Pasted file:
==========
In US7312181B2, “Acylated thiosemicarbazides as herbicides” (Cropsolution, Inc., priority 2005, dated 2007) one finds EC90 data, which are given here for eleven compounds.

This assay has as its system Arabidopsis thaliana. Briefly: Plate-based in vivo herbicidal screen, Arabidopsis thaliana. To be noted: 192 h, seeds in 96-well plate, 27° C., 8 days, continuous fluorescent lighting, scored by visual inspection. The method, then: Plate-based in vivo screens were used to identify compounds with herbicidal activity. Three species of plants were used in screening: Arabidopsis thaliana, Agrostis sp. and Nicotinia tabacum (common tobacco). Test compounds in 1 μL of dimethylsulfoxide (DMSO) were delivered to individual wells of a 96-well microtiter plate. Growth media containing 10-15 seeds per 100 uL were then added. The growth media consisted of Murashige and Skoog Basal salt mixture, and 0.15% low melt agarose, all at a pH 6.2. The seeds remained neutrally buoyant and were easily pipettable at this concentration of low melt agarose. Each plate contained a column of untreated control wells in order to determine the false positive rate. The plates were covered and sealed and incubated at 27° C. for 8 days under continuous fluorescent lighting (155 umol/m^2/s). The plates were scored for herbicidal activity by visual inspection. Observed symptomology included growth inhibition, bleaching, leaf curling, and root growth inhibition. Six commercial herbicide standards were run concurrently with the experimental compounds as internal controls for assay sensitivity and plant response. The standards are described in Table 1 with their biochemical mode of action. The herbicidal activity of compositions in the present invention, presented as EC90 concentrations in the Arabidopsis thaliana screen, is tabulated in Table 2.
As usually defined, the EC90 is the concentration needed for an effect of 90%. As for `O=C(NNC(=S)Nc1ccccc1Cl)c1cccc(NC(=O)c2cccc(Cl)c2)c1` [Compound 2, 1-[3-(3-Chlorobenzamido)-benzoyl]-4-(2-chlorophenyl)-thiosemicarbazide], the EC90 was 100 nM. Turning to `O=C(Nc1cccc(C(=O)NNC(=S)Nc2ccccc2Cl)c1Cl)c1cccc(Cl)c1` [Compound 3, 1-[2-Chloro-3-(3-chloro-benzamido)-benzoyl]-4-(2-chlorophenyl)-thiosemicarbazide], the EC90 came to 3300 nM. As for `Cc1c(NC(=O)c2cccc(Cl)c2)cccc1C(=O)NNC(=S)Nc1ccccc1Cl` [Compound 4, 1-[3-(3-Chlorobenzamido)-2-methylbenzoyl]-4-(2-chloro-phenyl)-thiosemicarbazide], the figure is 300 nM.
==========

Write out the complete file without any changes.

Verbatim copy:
In US7312181B2, “Acylated thiosemicarbazides as herbicides” (Cropsolution, Inc., priority 2005, dated 2007) one finds EC90 data, which are given here for eleven compounds.

This assay has as its system Arabidopsis thaliana. Briefly: Plate-based in vivo herbicidal screen, Arabidopsis thaliana. To be noted: 192 h, seeds in 96-well plate, 27° C., 8 days, continuous fluorescent lighting, scored by visual inspection. The method, then: Plate-based in vivo screens were used to identify compounds with herbicidal activity. Three species of plants were used in screening: Arabidopsis thaliana, Agrostis sp. and Nicotinia tabacum (common tobacco). Test compounds in 1 μL of dimethylsulfoxide (DMSO) were delivered to individual wells of a 96-well microtiter plate. Growth media containing 10-15 seeds per 100 uL were then added. The growth media consisted of Murashige and Skoog Basal salt mixture, and 0.15% low melt agarose, all at a pH 6.2. The seeds remained neutrally buoyant and were easily pipettable at this concentration of low melt agarose. Each plate contained a column of untreated control wells in order to determine the false positive rate. The plates were covered and sealed and incubated at 27° C. for 8 days under continuous fluorescent lighting (155 umol/m^2/s). The plates were scored for herbicidal activity by visual inspection. Observed symptomology included growth inhibition, bleaching, leaf curling, and root growth inhibition. Six commercial herbicide standards were run concurrently with the experimental compounds as internal controls for assay sensitivity and plant response. The standards are described in Table 1 with their biochemical mode of action. The herbicidal activity of compositions in the present invention, presented as EC90 concentrations in the Arabidopsis thaliana screen, is tabulated in Table 2.
As usually defined, the EC90 is the concentration needed for an effect of 90%. As for `O=C(NNC(=S)Nc1ccccc1Cl)c1cccc(NC(=O)c2cccc(Cl)c2)c1` [Compound 2, 1-[3-(3-Chlorobenzamido)-benzoyl]-4-(2-chlorophenyl)-thiosemicarbazide], the EC90 was 100 nM. Turning to `O=C(Nc1cccc(C(=O)NNC(=S)Nc2ccccc2Cl)c1Cl)c1cccc(Cl)c1` [Compound 3, 1-[2-Chloro-3-(3-chloro-benzamido)-benzoyl]-4-(2-chlorophenyl)-thiosemicarbazide], the EC90 came to 3300 nM. As for `Cc1c(NC(=O)c2cccc(Cl)c2)cccc1C(=O)NNC(=S)Nc1ccccc1Cl` [Compound 4, 1-[3-(3-Chlorobenzamido)-2-methylbenzoyl]-4-(2-chloro-phenyl)-thiosemicarbazide], the figure is 300 nM.